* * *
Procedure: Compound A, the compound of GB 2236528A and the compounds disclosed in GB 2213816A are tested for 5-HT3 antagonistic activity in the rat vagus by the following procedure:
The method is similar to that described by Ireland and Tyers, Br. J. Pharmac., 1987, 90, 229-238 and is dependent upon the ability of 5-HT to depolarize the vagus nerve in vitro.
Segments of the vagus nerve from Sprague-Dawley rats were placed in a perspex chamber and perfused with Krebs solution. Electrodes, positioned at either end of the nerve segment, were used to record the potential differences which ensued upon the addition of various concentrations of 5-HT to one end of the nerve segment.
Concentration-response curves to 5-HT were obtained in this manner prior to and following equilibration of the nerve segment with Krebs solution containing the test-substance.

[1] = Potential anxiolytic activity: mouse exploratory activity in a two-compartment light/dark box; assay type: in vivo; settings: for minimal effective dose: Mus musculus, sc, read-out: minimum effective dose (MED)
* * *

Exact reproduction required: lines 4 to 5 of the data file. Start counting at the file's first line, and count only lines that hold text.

Concentration-response curves to 5-HT were obtained in this manner prior to and following equilibration of the nerve segment with Krebs solution containing the test-substance.

[1] = Potential anxiolytic activity: mouse exploratory activity in a two-compartment light/dark box; assay type: in vivo; settings: for minimal effective dose: Mus musculus, sc, read-out: minimum effective dose (MED)